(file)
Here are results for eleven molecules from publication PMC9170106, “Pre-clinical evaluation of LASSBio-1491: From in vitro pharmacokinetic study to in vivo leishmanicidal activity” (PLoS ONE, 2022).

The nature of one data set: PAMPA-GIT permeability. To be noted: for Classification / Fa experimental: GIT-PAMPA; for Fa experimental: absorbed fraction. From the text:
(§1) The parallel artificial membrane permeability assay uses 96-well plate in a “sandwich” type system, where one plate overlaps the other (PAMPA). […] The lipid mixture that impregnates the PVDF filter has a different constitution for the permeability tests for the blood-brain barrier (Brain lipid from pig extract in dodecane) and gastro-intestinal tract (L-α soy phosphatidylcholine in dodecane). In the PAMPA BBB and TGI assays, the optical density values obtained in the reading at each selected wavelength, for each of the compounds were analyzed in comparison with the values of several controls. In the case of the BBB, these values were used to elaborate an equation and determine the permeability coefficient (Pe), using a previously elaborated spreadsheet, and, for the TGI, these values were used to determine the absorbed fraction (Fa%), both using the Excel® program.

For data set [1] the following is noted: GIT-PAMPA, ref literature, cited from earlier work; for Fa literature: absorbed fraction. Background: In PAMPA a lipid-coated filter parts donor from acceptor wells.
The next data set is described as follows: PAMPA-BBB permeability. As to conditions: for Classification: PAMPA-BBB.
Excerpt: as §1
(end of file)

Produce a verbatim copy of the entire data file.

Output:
Here are results for eleven molecules from publication PMC9170106, “Pre-clinical evaluation of LASSBio-1491: From in vitro pharmacokinetic study to in vivo leishmanicidal activity” (PLoS ONE, 2022).

The nature of one data set: PAMPA-GIT permeability. To be noted: for Classification / Fa experimental: GIT-PAMPA; for Fa experimental: absorbed fraction. From the text:
(§1) The parallel artificial membrane permeability assay uses 96-well plate in a “sandwich” type system, where one plate overlaps the other (PAMPA). […] The lipid mixture that impregnates the PVDF filter has a different constitution for the permeability tests for the blood-brain barrier (Brain lipid from pig extract in dodecane) and gastro-intestinal tract (L-α soy phosphatidylcholine in dodecane). In the PAMPA BBB and TGI assays, the optical density values obtained in the reading at each selected wavelength, for each of the compounds were analyzed in comparison with the values of several controls. In the case of the BBB, these values were used to elaborate an equation and determine the permeability coefficient (Pe), using a previously elaborated spreadsheet, and, for the TGI, these values were used to determine the absorbed fraction (Fa%), both using the Excel® program.

For data set [1] the following is noted: GIT-PAMPA, ref literature, cited from earlier work; for Fa literature: absorbed fraction. Background: In PAMPA a lipid-coated filter parts donor from acceptor wells.
The next data set is described as follows: PAMPA-BBB permeability. As to conditions: for Classification: PAMPA-BBB.
Excerpt: as §1